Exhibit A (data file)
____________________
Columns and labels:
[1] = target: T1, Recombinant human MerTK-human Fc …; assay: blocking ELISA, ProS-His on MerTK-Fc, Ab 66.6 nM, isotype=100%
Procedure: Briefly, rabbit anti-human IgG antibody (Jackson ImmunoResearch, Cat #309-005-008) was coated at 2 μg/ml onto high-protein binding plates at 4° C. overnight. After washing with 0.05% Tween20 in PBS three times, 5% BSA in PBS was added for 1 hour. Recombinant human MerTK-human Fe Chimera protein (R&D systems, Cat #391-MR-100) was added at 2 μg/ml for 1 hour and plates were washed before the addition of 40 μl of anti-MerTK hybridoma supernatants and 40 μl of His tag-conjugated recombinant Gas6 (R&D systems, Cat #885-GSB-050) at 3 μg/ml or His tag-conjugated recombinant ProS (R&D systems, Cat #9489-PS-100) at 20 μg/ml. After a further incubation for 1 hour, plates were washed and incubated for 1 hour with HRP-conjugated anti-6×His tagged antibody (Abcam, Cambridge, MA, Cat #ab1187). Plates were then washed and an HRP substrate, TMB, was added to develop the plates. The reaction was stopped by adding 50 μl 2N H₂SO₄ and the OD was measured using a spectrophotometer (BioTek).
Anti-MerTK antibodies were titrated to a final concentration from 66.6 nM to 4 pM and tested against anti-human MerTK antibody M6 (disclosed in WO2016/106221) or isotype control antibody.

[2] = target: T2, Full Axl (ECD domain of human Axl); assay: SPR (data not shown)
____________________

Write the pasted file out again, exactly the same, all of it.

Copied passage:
Columns and labels:
[1] = target: T1, Recombinant human MerTK-human Fc …; assay: blocking ELISA, ProS-His on MerTK-Fc, Ab 66.6 nM, isotype=100%
Procedure: Briefly, rabbit anti-human IgG antibody (Jackson ImmunoResearch, Cat #309-005-008) was coated at 2 μg/ml onto high-protein binding plates at 4° C. overnight. After washing with 0.05% Tween20 in PBS three times, 5% BSA in PBS was added for 1 hour. Recombinant human MerTK-human Fe Chimera protein (R&D systems, Cat #391-MR-100) was added at 2 μg/ml for 1 hour and plates were washed before the addition of 40 μl of anti-MerTK hybridoma supernatants and 40 μl of His tag-conjugated recombinant Gas6 (R&D systems, Cat #885-GSB-050) at 3 μg/ml or His tag-conjugated recombinant ProS (R&D systems, Cat #9489-PS-100) at 20 μg/ml. After a further incubation for 1 hour, plates were washed and incubated for 1 hour with HRP-conjugated anti-6×His tagged antibody (Abcam, Cambridge, MA, Cat #ab1187). Plates were then washed and an HRP substrate, TMB, was added to develop the plates. The reaction was stopped by adding 50 μl 2N H₂SO₄ and the OD was measured using a spectrophotometer (BioTek).
Anti-MerTK antibodies were titrated to a final concentration from 66.6 nM to 4 pM and tested against anti-human MerTK antibody M6 (disclosed in WO2016/106221) or isotype control antibody.

[2] = target: T2, Full Axl (ECD domain of human Axl); assay: SPR (data not shown)